Some people who had witnessed the exchange between Hathcock and the other council member said they had not spoken up because they didn’t know the history between the pair.

“I don’t see how any of that mattered,” said Hathcock. “I barely know this person. But even if there were history, there was no excuse for that behavior and others’ complicit silence.”

In a statement published yesterday, the ALA executive board said that the organization does not accept “harassment, bullying or discrimination of any kind.”

“We established a code of conduct because we take the responsibility of being respectful to each other very seriously,” the statement says. “We send our sincere apologies to Councilor April Hathcock for what she went through at Council Forum, which is unacceptable and doesn’t align with our core values.”

The executive board also addressed the meeting between Hathcock and the ALA’s legal counsel, saying they met with Hathcock to "share some nonpublic information about events after the incident in question." The board added it was "not the intent of the attorney or ALA to threaten Ms. Hathcock in any way."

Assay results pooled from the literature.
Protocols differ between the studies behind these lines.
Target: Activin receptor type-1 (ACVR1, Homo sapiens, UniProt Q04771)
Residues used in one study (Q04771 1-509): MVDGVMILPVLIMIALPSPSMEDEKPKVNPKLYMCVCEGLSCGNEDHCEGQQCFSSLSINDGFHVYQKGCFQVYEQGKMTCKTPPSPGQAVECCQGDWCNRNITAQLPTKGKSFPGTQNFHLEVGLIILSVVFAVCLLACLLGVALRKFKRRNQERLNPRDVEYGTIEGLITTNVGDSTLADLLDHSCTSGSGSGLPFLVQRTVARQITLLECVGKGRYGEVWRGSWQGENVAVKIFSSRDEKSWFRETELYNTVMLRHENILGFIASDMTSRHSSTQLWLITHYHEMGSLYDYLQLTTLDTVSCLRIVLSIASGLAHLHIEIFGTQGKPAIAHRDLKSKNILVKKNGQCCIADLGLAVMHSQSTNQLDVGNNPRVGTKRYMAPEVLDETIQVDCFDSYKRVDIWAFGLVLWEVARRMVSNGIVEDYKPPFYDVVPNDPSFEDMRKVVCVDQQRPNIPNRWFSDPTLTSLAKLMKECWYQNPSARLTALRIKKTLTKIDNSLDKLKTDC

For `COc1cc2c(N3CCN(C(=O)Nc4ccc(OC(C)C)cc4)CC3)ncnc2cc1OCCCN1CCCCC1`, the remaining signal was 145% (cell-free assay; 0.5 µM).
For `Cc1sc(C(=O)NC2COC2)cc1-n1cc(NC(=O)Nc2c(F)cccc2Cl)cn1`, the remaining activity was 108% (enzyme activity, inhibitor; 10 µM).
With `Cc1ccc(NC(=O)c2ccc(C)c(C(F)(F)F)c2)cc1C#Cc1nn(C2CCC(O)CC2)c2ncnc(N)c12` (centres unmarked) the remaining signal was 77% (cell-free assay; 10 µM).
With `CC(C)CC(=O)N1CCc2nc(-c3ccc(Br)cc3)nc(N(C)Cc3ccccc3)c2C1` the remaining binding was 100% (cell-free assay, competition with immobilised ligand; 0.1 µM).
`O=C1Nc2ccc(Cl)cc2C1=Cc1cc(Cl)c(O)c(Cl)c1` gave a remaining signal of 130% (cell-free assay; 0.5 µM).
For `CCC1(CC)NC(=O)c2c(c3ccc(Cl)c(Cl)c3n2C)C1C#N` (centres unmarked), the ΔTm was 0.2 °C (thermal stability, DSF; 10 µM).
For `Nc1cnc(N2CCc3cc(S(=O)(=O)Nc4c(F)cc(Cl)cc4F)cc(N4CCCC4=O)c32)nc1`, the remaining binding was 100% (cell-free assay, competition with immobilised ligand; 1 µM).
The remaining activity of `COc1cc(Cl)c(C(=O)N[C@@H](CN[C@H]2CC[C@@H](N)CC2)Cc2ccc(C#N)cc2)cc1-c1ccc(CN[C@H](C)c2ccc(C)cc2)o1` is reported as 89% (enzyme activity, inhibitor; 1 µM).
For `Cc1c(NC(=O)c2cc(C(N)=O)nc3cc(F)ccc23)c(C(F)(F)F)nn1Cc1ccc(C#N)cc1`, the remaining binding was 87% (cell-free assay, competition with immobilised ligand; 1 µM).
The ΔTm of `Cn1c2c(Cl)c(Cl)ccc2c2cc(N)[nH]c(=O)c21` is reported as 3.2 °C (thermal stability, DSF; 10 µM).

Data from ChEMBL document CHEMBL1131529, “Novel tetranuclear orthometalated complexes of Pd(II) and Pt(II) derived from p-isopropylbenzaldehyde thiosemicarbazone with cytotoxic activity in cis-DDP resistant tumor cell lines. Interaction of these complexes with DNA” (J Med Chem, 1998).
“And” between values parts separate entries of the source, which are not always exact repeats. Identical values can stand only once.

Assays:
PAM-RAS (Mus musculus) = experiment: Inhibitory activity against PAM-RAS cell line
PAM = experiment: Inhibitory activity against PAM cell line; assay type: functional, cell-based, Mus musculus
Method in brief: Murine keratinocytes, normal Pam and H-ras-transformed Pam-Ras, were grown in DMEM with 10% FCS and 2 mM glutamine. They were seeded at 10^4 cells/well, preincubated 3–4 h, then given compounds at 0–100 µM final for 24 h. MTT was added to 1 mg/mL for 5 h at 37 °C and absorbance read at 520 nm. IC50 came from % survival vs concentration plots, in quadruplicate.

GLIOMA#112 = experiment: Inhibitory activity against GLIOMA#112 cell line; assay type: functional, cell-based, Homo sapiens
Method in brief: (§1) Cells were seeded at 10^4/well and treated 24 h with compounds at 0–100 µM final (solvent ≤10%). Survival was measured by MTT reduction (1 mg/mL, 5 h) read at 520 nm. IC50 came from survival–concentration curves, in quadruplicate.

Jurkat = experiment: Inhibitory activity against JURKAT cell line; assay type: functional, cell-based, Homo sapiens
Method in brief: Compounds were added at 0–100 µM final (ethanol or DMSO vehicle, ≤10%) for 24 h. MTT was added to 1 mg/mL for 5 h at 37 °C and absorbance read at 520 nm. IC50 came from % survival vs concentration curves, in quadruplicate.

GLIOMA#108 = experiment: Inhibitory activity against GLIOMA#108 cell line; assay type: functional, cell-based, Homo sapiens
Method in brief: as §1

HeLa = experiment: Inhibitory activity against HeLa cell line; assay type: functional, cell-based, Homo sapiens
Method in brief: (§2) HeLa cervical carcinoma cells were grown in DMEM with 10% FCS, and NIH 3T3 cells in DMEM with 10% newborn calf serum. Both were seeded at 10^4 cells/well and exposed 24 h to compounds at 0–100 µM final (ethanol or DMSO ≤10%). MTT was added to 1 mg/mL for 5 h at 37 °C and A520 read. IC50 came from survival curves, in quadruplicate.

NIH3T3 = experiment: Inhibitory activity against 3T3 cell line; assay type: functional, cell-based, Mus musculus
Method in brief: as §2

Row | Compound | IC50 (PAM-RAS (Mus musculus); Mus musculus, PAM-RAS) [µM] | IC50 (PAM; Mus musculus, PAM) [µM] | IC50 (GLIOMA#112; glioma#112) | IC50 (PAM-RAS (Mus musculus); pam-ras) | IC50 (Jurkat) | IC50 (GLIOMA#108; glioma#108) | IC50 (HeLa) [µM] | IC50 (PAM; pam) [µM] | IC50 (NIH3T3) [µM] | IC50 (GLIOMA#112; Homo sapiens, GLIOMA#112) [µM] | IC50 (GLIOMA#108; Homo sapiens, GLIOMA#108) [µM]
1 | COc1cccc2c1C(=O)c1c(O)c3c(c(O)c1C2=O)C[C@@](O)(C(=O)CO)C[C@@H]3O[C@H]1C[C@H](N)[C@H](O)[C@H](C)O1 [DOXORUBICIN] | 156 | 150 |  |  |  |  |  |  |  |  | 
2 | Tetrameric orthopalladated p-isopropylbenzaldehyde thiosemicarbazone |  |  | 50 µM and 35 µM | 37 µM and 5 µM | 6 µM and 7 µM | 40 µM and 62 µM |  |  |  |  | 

The statement said the ALA will be reviewing its current code of conduct for complaint processes and forming a working group to find ways to make council meetings “a safer space.”

The councilor who said Hathcock gave him “nightmares” has resigned, the ALA said. Transcripts of the meeting have not been made public, and Inside Higher Ed was not able to reach anyone who would confirm what was said in the meeting, nor whether they perceived what was said to be racist. One council member, Chris Corrigan, announced on the ALA Listserv this week that he would be resigning, but he did not state why. Corrigan did not respond to requests for comment, but several commenters on social media alleged that he was the person who confronted Hathcock.